Anne Davies is not your typical student writer from Missouri Western. She didn’t major in creative writing at the age of 18 and she didn’t expect to have 50 books published by retirement, along with Netflix tv deals. But Davies has enough passion and introspection to pack a museum.
Davies graduated last December with a general education degree and two minors in creative writing and literature. However, this wasn’t her first time graduating college. Davies worked most of her life with children with disabilities in low income areas. While this work was extremely fulfilling in her life, she felt the pull to return to college to follow her true passion.
“I had a career degree in child and family studies and psychology, which was wonderful and essential, but this is what I always wanted to do,” Davies said. “I’ve had several stages in my life where I have to decide what I want to do when I grow up, and this? This is it. It’s to write.”
While she didn’t realize it until recently, Davies wanted to be a writer her whole life.
“It must be some part of my Britishness, a national self-effacing. You don’t want to say, ‘I’m a writer,’ because that’s awfully braggy. But I remember as a tiny child in a brutal Church of England, my escape was writing. I remember the first story; it was called the "Box with Seventeen Sides". I was about seven. I think I’ve always been a writer.”
Davies isn’t just a dreamer-- her work has been published several times in Reach, Missouri Western’s campus literary journal. Last year she had artwork published, but this year’s issue accepted not one, but three of her poems, resulting in her first formal writing publication.
“I think I was in the mode of wanting to win the lottery, but never buying a ticket. So my anticipation of getting published was not going to be fulfilled because I wasn’t submitting poems,” Davies said. “This time having submitted and getting three published? It’s life changing. It’s inspirational. And my casual approach to writing and submitting has been boosted. It’s now what I want to do.”
Dr. Marianne Kunkel, Missouri Western’s poetry professor, always adored having Davies in her classrooms. She described Davies as determined and open to criticism, important traits in an emerging writer.
“Anne really leans into parts of her identity,” Kunkel said. “Part of it is autobiographical. She’s written a lot that I admire about age and ageism. She tries to find ways to bring in her British and American mixed identity into her work.”
Davies described her main themes as “nature allied to history,” along with her fascination with words and their history. Dr. Kunkel described her poetry as “interdisciplinary.”
“I’ve seen her bring in snippets of music and nursery rhymes,” Kunkel said. “Her writing is compassionate. She’s always writing toward helping us understand her or somebody else. It’s quietly funny, witty, and poignant. She does a good job of mixing what seems funny or light with a very deep reservoir of sadness or fear.”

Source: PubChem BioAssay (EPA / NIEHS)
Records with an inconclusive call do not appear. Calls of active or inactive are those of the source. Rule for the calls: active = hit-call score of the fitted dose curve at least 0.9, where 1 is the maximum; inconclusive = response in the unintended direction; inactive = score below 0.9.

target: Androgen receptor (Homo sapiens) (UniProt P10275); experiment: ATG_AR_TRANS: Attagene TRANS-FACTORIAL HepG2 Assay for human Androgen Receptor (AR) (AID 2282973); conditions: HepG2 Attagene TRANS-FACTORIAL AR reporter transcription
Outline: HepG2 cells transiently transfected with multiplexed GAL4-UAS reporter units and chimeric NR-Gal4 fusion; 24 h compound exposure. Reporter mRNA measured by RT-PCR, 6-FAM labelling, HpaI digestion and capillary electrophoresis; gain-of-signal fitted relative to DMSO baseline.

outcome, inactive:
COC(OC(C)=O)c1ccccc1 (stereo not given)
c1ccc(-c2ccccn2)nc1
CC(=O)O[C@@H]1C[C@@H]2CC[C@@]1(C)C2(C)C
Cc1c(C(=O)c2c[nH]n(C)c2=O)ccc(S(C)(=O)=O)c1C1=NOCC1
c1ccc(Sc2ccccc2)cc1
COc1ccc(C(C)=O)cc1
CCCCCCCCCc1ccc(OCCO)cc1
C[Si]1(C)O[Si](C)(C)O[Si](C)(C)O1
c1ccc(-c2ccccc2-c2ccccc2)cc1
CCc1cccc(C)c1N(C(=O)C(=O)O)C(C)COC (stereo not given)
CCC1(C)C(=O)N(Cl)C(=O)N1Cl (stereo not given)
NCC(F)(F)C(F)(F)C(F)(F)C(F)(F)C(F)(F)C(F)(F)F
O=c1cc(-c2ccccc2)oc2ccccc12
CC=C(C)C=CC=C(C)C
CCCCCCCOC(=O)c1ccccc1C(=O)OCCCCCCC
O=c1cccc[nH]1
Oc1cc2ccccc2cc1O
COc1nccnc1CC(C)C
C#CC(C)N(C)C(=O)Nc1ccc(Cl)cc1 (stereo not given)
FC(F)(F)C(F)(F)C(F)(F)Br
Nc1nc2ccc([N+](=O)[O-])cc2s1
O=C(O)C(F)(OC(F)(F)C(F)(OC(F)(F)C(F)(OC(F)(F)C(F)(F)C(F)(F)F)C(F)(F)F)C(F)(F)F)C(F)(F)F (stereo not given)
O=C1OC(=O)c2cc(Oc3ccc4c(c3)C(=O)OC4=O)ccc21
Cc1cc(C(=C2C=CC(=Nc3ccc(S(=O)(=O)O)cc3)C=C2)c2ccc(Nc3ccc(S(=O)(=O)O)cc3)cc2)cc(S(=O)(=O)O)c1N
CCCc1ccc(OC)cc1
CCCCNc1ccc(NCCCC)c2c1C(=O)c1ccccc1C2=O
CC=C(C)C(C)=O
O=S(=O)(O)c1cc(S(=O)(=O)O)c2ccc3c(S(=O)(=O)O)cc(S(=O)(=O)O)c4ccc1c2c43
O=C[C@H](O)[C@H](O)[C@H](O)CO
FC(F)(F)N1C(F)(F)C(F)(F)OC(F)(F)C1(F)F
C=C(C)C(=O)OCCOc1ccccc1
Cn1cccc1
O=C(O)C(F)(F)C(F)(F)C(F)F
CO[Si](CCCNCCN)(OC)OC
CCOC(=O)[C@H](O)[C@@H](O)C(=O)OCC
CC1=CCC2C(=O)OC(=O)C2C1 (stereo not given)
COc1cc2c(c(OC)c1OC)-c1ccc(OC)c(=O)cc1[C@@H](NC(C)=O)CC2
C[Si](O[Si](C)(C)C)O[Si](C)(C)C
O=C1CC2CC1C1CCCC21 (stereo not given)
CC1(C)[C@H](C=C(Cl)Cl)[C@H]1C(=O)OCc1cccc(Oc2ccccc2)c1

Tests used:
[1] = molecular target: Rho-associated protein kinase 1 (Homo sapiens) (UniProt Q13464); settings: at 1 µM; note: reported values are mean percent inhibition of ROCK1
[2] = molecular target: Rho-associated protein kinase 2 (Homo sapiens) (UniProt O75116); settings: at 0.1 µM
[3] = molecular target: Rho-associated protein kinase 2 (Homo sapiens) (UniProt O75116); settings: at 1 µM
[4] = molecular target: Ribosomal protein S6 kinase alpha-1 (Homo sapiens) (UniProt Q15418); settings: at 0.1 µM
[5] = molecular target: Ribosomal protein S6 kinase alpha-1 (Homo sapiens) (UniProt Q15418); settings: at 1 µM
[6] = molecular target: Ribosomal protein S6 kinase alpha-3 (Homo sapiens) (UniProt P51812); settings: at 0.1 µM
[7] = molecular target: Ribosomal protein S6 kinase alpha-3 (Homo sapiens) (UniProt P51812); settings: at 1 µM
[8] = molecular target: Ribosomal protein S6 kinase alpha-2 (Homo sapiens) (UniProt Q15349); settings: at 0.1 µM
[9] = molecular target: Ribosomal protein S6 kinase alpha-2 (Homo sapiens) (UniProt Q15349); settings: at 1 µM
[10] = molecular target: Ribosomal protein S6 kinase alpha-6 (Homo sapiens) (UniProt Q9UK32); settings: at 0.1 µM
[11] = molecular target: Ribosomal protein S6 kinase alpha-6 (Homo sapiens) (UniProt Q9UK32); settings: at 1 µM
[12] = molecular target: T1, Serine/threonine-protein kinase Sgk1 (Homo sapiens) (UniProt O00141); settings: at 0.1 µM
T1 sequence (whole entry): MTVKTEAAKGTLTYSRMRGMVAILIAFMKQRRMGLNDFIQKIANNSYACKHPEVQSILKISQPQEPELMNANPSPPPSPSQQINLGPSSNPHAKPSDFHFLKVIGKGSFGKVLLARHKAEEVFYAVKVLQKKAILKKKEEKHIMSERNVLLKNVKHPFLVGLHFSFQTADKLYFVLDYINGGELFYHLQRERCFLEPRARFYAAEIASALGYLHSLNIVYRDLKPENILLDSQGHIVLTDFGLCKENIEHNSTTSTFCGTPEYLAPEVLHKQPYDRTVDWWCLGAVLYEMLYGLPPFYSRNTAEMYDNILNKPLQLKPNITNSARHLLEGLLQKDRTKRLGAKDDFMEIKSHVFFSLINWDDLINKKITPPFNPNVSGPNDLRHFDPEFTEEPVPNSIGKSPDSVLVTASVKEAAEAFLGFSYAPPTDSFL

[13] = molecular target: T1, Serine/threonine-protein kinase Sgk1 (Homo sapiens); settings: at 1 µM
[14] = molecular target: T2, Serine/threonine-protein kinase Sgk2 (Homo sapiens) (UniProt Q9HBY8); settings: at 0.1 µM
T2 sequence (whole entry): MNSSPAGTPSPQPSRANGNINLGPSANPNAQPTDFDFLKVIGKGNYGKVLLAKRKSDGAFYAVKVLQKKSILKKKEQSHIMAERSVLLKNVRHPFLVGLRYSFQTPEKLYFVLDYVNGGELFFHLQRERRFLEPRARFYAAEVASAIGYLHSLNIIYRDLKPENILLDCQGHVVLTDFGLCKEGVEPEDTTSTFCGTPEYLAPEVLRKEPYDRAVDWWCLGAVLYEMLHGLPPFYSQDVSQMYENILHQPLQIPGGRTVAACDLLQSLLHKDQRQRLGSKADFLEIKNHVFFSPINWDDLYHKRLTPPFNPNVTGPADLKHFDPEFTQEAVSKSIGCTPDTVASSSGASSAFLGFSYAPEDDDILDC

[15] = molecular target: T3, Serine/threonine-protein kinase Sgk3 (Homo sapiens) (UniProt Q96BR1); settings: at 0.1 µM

Davies is currently working on two poetry chapbooks that exactly fit this description: "Grave Musings", inspired by the cemetery she walks her dog past every day, and "Burnt Butter and Other Domestic Disruptions", a poetry book about food with a few recipes mixed in.
While Davies started her writing journey later than the average person, she wants to encourage young writers to chase their dreams early.
“Don’t wait. You always feel there’s more time. I had a poet friend in St. Joe I was always going to catch up with, and there was time, but he died. I missed out on so much. I don’t care how young you are, there is not as much time left as you think available.”
Above all, Davies is grateful for the time she spent at Missouri Western.
“I’ve been very fortunate. I chose to come here and do this for five years of my life, and it wasn’t just a pleasant walk toward getting a degree. It turned out to be challenging and frustrating and fantastic and amazing. I met wonderful people, I met irritating people, it was great! I always felt at home, even though I’m not typical. I still felt that I had peers. It was the best decision I ever made.”
Riding her surge of encouragement, Davies is hoping to publish one of her poetry chapbooks by the end of 2021. Students who worked with Davies all agree that her work deserves to shine.
“Being British, I don’t want to get fluffy and emotional, but [returning to school] changed my life. At my age, there are options, which tend to revolve around getting another cat or learning to crochet, settle down quietly, and I don’t want to do that. I feel like I’m starting a new career. It's absolutely changed me completely.”
Davies certainly has a fanclub of classmates and professors cheering her on.
“I’m just so proud of her and impressed and inspired by the ways she gives back to the community,” Kunkel said. “She’s a great writer, but she also invests in others’ writing, which I think is so admirable.”
Davies will be performing her poetry Tuesday, March 16 at the Mary-Beth Tinker event. Come to Blum 218/219 or join on ZOOM to support her and her budding writing career, and pick up a copy of "Reach" in April to read her recent publications.